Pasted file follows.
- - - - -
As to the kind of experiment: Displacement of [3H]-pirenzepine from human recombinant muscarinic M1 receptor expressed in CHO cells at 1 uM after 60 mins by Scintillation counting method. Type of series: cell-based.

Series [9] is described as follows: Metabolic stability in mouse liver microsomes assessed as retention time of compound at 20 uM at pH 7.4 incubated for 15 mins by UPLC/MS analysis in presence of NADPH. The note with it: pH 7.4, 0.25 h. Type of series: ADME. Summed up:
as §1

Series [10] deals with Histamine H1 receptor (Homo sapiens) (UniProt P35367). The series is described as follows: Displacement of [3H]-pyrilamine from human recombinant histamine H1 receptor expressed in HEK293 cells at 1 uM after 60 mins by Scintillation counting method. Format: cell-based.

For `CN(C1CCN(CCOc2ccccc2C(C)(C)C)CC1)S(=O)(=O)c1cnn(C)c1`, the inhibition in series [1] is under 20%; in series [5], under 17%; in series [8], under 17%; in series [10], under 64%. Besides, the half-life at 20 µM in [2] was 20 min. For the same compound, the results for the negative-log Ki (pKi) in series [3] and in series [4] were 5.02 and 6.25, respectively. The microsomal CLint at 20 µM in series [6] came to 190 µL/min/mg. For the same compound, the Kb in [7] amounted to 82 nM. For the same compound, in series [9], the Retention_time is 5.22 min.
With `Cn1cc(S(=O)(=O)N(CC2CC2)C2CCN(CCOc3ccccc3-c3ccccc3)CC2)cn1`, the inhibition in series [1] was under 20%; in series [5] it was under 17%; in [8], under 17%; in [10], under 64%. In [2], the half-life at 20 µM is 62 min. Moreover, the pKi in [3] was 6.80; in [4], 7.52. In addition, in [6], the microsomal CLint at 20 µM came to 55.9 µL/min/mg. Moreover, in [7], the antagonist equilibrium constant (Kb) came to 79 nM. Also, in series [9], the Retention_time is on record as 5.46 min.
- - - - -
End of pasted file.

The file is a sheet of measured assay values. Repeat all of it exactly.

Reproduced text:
As to the kind of experiment: Displacement of [3H]-pirenzepine from human recombinant muscarinic M1 receptor expressed in CHO cells at 1 uM after 60 mins by Scintillation counting method. Type of series: cell-based.

Series [9] is described as follows: Metabolic stability in mouse liver microsomes assessed as retention time of compound at 20 uM at pH 7.4 incubated for 15 mins by UPLC/MS analysis in presence of NADPH. The note with it: pH 7.4, 0.25 h. Type of series: ADME. Summed up:
as §1

Series [10] deals with Histamine H1 receptor (Homo sapiens) (UniProt P35367). The series is described as follows: Displacement of [3H]-pyrilamine from human recombinant histamine H1 receptor expressed in HEK293 cells at 1 uM after 60 mins by Scintillation counting method. Format: cell-based.

For `CN(C1CCN(CCOc2ccccc2C(C)(C)C)CC1)S(=O)(=O)c1cnn(C)c1`, the inhibition in series [1] is under 20%; in series [5], under 17%; in series [8], under 17%; in series [10], under 64%. Besides, the half-life at 20 µM in [2] was 20 min. For the same compound, the results for the negative-log Ki (pKi) in series [3] and in series [4] were 5.02 and 6.25, respectively. The microsomal CLint at 20 µM in series [6] came to 190 µL/min/mg. For the same compound, the Kb in [7] amounted to 82 nM. For the same compound, in series [9], the Retention_time is 5.22 min.
With `Cn1cc(S(=O)(=O)N(CC2CC2)C2CCN(CCOc3ccccc3-c3ccccc3)CC2)cn1`, the inhibition in series [1] was under 20%; in series [5] it was under 17%; in [8], under 17%; in [10], under 64%. In [2], the half-life at 20 µM is 62 min. Moreover, the pKi in [3] was 6.80; in [4], 7.52. In addition, in [6], the microsomal CLint at 20 µM came to 55.9 µL/min/mg. Moreover, in [7], the antagonist equilibrium constant (Kb) came to 79 nM. Also, in series [9], the Retention_time is on record as 5.46 min.